The Malta Independent 6 October 2022, Thursday
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Phoenician and Punic remains in Malta

Malta Independent Sunday, 23 March 2014, 09:00 Last update: about 9 years ago

There was a very good turnout on Tuesday at the San Anton Hotel in Attard for another lecture organised by Flimkien ghal Ambjent Ahjar.

The speaker this time was Professor Anthony Frendo.

Whatever happened in the eastern Mediterranean between 1200 and 1000BC had incalculable effects on the rest of history. There were huge human migration flows which pushed peoples to areas where they had not been before. There may also have been natural disasters, which added to the panic and led to more people movements.

 This led to the end of the Bronze Age and to a stampede-like migration of peoples. At the end of it, the Hebrews had established themselves on the central highlands, while those who were later known as the Phoenicians found themselves squeezed in between the Hebrews and the sea. That is when, feeling the increased pressure, they migrated across the sea to nearby Cyprus first and thence to the Aegean Islands.

Between 1000 and 800 BC they expanded further, reaching Spain where they mined tin, silver and iron. There were both a northern and a southern route and Malta lay astride both of them. Originally, the Phoenicians were traders and were little interested in establishing colonies. But a new invasion and threat from the Assyrians caused them to start setting up colonies, and Carthage in Tunisia became their big colony.

The Phoenicians reached Malta around 700BC and stayed here officially till 218BC, but culturally for a longer time.

Very few remains of the Phoenician period remain but there was one important effect the Phoenicians had on Malta: under the Phoenicians Malta passed from prehistory to history proper.

One must remember that Carthage is nearer to Sicily than to Malta. Malta seems to have been closer to the motherland in today’s Lebanon than to Phoenician Carthage.

In fact, some of the Phoenician artefacts that have been found are linked to Phoenician Cyprus.

Most of the Phoenician remains are the tombs found around the Rabat area from Mtarfa to Ghajn Qatet, as well at Tas-Silg in the south and at Ras il-Wardija in Gozo.

All the evidence points to a peaceful coexistence between the new Phoenician arrivals and the Bronze Age residents of Malta. This can be seen from pottery remains which show the craftsmanship of the Bronze Age people and the new skills brought by the new arrivals. The original pottery of the Bronze Age people seems not to have been very different from that found in northern Africa.

Unfortunately, while there are very few Phoenician, or Punic, remains in Maltese museums, there exist at least two memorable collections in Australia, maybe taken from tombs in Malta. One was donated by the Malta consul general in Canada in 1966, and the other was donated by the Maltese government to Australia in 1935 as part of King George V’s Silver Jubilee celebrations.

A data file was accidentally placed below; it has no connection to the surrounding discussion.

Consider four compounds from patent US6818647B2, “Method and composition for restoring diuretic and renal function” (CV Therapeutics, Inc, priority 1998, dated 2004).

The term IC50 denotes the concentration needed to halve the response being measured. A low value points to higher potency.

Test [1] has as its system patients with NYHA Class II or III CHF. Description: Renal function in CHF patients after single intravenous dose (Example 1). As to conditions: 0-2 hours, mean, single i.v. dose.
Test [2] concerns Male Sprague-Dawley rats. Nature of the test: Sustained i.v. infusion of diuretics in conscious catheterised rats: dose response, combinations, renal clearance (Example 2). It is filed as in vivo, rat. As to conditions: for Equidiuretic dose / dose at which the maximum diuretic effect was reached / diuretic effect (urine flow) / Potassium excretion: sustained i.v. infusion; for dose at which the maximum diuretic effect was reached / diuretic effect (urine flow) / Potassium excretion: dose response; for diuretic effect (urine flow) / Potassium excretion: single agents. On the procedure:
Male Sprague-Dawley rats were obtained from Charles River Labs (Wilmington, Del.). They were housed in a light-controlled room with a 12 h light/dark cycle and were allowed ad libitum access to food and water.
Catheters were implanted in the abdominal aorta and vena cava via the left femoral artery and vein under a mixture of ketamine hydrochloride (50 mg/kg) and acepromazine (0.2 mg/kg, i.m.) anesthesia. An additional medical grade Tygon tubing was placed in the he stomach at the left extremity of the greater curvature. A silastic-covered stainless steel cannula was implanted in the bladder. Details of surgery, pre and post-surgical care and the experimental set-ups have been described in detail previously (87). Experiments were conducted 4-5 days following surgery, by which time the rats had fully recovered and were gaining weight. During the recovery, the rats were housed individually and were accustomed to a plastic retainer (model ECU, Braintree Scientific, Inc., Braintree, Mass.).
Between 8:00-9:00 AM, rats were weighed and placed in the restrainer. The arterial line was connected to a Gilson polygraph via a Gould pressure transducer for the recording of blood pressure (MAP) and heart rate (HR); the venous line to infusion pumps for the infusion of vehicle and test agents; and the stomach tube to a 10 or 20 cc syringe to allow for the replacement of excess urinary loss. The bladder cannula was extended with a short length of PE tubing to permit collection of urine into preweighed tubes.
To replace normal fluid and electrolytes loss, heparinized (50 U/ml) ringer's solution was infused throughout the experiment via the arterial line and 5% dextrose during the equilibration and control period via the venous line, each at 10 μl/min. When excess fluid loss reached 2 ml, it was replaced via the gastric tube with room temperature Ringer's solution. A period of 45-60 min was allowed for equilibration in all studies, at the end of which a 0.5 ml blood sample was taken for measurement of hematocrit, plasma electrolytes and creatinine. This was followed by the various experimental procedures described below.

The National Museum of Archaeology in Valletta has many Phoenician items, including gold and silver amulets which have a marked Egyptian influence. But this does not mean these items came from Egypt but more probably because the Phoenicians were great admirers of anything Egyptian and liked to adorn themselves with fake Egyptian items.

There were also seven clay coffins which were found but today, somehow, only one remains, as well as coins found in the vicinity of Rabat.

The strangest remains from Punic times is a tower that stands in the garden of the Zurrieq archpriest’s house. However, the top of this tower, which uses no cement, has been damaged by people who must have had no idea the building was so important for Maltese archaeology.

The Ras il-Wardija remains in Gozo date from a very late Punic period and were excavated by an Italian mission in 1960.

At Tas-Silg, the Phoenician remains are mingled with what came later in Roman and Byzantine times when the building was a church with its baptistery.

But the most signal of Phoenician remains in Malta is literacy: Malta became literate with the arrival of the Phoenicians, as signified by some rare inscriptions that have been found. It was through the famous Phoenician broken candelabra, one of which was sent to Louis XVI as a present, that the Phoenician language was finally deciphered.

During question time, the inevitable language question came up. Prof. Frendo said the Maltese spoke Phoenician for some 700 years even during the Roman period and until the arrival of the Arabs. It is also known that the further away one moves from North Africa and nearer to Lebanon, the more one finds words that are similar to Maltese.

At the end, FAA’s Astrid Vella announced that FAA is sponsoring the restoration of a medieval painting that was found at St Augustine Priory in Rabat and appealed for funds.

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